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Loose Tooth Pain in Kids

by
author image Rachel Nall
Rachel Nall began writing in 2003. She is a former managing editor for custom health publications, including physician journals. She has written for The Associated Press and "Jezebel," "Charleston," "Chatter" and "Reach" magazines. Nall is currently pursuing her Bachelor of Science in Nursing at the University of Tennessee.
Loose Tooth Pain in Kids
Loose teeth can cause mild pain. Photo Credit Dmitry Naumov/Hemera/Getty Images

When your child reaches the age of 6, he may start to experience some wiggling of his baby teeth, signaling the impending arrival of adult teeth. Losing teeth is a milestone for any child and parent, but it also can be a source of anxiety and pain. Understanding why this pain occurs and how to help your child through it can ensure a positive tooth loss experience.

Significance

While losing baby teeth is a normal occurrence for children, it can be accompanied by some degree of pain. As the baby tooth breaks free of its nerve endings, the area can become swollen, red and painful. This is especially true if your child’s tooth became loose due to injury or impact that caused the tooth to become loosened prematurely. While your child’s gums may bleed slightly, excessive bleeding can require medical attention.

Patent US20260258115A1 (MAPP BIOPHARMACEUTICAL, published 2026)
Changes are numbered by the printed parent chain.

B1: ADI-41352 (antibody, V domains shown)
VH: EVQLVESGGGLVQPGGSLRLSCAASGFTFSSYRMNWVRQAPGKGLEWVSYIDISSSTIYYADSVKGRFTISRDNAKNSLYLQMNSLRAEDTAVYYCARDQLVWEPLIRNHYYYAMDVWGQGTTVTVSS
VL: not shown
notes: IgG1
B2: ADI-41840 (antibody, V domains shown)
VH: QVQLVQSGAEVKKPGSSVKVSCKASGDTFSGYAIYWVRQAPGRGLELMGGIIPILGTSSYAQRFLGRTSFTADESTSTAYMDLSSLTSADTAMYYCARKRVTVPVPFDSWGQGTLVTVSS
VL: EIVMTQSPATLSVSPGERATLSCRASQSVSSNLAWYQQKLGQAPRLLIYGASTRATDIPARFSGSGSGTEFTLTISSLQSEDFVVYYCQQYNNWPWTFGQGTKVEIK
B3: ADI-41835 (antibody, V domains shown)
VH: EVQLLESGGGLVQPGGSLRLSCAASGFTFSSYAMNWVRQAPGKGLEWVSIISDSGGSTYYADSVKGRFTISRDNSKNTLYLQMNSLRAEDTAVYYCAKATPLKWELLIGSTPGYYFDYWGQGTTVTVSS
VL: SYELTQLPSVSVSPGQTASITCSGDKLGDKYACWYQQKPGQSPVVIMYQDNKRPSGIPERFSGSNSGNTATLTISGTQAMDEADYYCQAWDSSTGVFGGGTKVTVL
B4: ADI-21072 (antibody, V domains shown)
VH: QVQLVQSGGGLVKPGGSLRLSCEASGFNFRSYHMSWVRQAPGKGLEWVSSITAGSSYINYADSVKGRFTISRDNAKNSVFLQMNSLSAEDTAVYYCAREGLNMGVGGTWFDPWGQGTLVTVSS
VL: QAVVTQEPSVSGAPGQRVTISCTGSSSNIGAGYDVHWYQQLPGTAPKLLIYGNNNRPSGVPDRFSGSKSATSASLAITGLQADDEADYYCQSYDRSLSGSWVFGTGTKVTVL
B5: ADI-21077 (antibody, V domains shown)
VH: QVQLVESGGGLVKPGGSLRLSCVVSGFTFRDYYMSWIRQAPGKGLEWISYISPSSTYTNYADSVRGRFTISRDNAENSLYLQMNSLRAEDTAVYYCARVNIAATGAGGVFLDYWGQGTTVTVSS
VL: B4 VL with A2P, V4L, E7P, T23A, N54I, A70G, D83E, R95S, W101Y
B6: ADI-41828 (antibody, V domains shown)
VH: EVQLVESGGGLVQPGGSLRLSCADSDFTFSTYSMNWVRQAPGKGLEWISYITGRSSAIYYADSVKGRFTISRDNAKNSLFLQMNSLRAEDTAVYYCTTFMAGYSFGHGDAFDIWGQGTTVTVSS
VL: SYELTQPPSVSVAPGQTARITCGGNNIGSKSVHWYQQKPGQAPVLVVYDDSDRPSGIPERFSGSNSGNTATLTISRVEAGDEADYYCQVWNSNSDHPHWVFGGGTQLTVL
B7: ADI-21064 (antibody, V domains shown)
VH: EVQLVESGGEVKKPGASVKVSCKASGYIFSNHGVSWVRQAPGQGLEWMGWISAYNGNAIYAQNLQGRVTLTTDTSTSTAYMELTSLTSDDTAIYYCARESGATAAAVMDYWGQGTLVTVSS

Mental Considerations

Having wobbly and painful teeth can be a source of anxiety for children who have not experienced the sensation of a loose tooth before. Your child may be afraid to eat or drink for fear of the tooth falling out or being swallowed. During this time, reassuring your child is important. This is when the “Tooth Fairy” may come in handy. Explain to your child that the Tooth Fairy will exchange a tooth for coins. Your child may even start to look forward to losing a tooth.

Cold Compresses

Some techniques can help to lessen loose tooth pain in kids. This includes applying a cold compress to the outside of your child’s mouth to minimize pain and swelling. Place ice cubes in a plastic sandwich-size or snack-size bag and cover it with a paper towel or cloth. Apply it to your child’s face for 10 to 15 minutes. You can re-apply it throughout the day to further reduce pain. If your child’s gums start to bleed as a result of loose teeth, you can wet a piece of gauze and place pressure directly on the gum. Do not, however, place the cold compress directly on the gums as doing so could result in burning the delicate skin of the gums.

Anti-Inflammatory Medications

If your child’s loose tooth pain is more severe, anti-inflammatory medications also can help to reduce swelling and pain. Talk to a pharmacist or doctor, however, before administering these medication types to get the correct dosage. Examples include acetaminophen or ibuprofen. You also can apply a mild analgesic to numb the area and minimize pain.

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